Year 2

Considerable progress was made on transitioning cells and cell production methods from research-scale to translational/clinical scale, including initial cell production in a GMP facility with GMP compatible production methods. Additionally, extensive characterization of the amyotrophic lateral sclerosis (ALS) disease animal model was completed and cells were evaluated for potential efficacy in this ALS disease animal model. These activities are key for continued progress in cellular therapy development, which is a multi-stage process that requires increasing focus on the details of the methods, stringent requirements for reagents/materials, greater scale, and more thorough product characterization during the transition to an approved cellular therapy.

Specifically, we made significant progress in three major areas:

First, we found evidence for efficacy using neural stem cells made at Life Technologies. In brief, during Year 1, the rat ALS disease model was shown to be a more aggressive disease model with an earlier disease onset and more rapid progression to end-stage and death than the model that had been used in previous studies. During Year 2, this more aggressive ALS disease model was further characterized with the identification of a reliable marker of disease onset, and demonstration that alpha motor neuron sparing by implanted cells could be detected and measured even, despite the aggressive nature of disease progression in this rat model.

We found that H9 NSCs produced by Life Technologies, when implanted into the rat ALS disease model, survived, migrated extensively into the area where alpha motor neurons are located, differentiated into cells that appear to be astrocytes, and provided a protective effect for the alpha motor neurons. This protective effect was determined by comparing the survival of alpha motor neurons on the side of the rat spinal cord where NSCs were implanted with the side of the spinal cord that did not have cells implanted. The side of the spinal cord where the NSCs were implanted showed approximately 10% more surviving alpha motor neurons than the matching side of the spinal cord that did not have cells implanted.

Second, cells from the various production methods were subjected to gene sequencing as part of the development of molecular characterization methods. This sequencing information was critical to identify whether cells produced by various methods were typical for the cell type, or exhibited qualities that indicated they were not optimal cell populations. These methods will be used to identify optimal markers for characterizing cell populations as part of current cell production development and for future quality control assays.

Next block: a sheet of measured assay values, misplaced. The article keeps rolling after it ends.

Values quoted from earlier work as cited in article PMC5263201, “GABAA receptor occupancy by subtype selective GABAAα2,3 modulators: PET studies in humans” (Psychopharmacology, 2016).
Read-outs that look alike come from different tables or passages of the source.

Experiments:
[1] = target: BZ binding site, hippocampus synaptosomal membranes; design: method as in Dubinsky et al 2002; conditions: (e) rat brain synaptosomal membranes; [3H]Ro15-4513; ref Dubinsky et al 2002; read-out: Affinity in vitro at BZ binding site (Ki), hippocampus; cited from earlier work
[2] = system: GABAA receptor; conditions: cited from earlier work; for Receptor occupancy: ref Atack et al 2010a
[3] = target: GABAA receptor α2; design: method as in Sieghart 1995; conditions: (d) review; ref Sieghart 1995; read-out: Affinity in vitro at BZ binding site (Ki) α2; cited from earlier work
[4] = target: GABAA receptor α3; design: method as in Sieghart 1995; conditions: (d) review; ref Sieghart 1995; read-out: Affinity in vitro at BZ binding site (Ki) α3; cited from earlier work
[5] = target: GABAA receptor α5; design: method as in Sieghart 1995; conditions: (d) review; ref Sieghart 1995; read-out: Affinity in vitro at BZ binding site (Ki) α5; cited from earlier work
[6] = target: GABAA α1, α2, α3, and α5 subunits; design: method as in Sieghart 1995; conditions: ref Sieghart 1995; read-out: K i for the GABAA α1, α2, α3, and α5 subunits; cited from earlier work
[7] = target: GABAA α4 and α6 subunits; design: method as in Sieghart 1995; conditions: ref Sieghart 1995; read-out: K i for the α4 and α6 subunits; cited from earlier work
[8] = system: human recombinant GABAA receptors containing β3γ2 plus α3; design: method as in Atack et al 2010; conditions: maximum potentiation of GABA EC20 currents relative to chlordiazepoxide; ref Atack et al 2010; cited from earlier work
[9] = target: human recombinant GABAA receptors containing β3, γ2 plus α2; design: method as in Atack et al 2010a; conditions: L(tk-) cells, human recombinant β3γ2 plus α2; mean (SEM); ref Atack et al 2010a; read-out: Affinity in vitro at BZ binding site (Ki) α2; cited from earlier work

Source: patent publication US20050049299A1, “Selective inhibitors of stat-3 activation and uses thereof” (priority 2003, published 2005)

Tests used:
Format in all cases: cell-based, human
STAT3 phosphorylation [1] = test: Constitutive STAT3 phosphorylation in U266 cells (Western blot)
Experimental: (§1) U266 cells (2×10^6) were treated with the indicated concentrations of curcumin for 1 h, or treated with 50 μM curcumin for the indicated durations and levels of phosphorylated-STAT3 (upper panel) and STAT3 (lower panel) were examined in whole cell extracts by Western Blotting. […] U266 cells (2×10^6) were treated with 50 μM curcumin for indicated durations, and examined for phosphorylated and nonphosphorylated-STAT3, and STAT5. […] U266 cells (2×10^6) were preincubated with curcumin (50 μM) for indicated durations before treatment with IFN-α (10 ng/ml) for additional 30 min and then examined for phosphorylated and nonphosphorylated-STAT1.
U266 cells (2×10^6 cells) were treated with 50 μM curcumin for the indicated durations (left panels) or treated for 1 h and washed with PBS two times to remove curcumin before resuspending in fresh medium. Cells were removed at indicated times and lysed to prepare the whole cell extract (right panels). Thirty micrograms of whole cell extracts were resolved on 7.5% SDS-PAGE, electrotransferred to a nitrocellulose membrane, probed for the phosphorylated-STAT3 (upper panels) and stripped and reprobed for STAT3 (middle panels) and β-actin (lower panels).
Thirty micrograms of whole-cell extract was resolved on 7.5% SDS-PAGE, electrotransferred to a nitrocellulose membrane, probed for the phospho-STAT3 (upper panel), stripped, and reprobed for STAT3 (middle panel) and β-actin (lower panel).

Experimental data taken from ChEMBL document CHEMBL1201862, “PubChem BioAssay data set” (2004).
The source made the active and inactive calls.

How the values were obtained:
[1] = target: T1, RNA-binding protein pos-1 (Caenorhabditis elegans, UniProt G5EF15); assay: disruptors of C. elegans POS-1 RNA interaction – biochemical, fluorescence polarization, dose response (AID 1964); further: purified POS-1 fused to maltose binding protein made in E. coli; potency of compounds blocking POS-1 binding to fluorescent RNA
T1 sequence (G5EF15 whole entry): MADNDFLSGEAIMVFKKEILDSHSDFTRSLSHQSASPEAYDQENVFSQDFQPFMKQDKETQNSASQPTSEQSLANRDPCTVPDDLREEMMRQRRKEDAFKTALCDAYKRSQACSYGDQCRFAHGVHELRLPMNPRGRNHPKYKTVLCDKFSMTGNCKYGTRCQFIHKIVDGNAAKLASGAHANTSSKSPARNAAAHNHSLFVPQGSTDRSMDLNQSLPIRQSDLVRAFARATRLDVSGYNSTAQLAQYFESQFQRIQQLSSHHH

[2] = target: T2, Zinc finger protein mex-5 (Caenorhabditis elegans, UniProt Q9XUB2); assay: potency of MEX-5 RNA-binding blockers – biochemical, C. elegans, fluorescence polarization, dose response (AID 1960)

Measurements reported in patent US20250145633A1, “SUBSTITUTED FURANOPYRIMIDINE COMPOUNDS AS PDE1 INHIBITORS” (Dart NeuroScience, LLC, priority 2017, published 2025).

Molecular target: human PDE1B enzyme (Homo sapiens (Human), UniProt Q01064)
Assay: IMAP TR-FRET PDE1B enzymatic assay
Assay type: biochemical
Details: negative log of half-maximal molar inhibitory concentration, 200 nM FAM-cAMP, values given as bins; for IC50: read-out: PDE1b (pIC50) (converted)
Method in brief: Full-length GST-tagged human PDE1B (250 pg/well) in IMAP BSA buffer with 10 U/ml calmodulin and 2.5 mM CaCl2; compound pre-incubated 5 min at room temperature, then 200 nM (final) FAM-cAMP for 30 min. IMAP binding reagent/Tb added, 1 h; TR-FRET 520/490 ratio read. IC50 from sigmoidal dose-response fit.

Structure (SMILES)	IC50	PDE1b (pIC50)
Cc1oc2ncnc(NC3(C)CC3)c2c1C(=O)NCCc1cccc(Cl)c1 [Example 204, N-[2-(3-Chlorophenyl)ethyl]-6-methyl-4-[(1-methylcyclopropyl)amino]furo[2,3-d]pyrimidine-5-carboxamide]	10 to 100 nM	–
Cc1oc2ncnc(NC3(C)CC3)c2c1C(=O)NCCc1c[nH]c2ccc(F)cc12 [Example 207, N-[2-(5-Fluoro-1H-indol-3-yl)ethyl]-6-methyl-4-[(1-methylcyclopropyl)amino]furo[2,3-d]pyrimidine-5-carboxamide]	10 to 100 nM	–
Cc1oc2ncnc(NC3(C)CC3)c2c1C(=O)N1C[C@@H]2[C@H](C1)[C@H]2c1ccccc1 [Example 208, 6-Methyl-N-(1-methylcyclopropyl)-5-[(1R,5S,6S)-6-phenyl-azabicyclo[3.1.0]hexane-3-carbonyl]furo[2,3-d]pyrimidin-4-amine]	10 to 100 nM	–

Third, during Year 2, Life Technologies further developed their pilot-scale embryonic stem cell (ESC) growth and differentiation methods to be more easily adaptable to cell production under Good Manufacturing Practices (GMP). This involved increasing the scale of cell production, and where possible, substituting reagent grade reagents and materials with reagents and materials that would be required or preferred for producing a cell therapy for use in humans (produced GMP, non-animal origin, well characterized). These conditions are not ideal for many ESC lines, and in Year 1, only one (H9) of the 4 starting ESC lines was successfully adapted to these culture conditions, however, 3 additional ESC lines were acquired to increase the number of potential clinical ESC candidate cell lines. One of these ESC lines (UCSFB7 from the University of California, San Francisco) was successfully adapted to the pilot ESC culture conditions, and resulted in the production of NSCs, and with AP production in progress. Because the research version of ESC line H9 has been used to successfully produce NSCs at Life Technologies, agreements are in progress for City of Hope for NSC cell production using the H9 ESCs, that have been banked under GMP conditions at City of Hope. In addition, pilot-scale cell production was initiated earlier than originally planned at the University of California, Davis GMP facility. The plan is to produce NSCs and APs under conditions that UC Davis has found to be successful in the past, and transition these methods to GMP compliance. To date, UC Davis has produced ESCs from 3 ESC lines [UCSF4, UCSF4.2 (a.k.a. UCSFB6) and UCSF4.3 (a.k.a. UCSFB7] and has produced NSCs from ESC line UCSF4. The UCSF4 NSCs are scheduled to be shipped to UCSD for testing in the ALS disease animal model in early June, 2012, and NSC production from ESC lines UCSF4.2 and UCSF4.3 is expected to begin in late June 2012.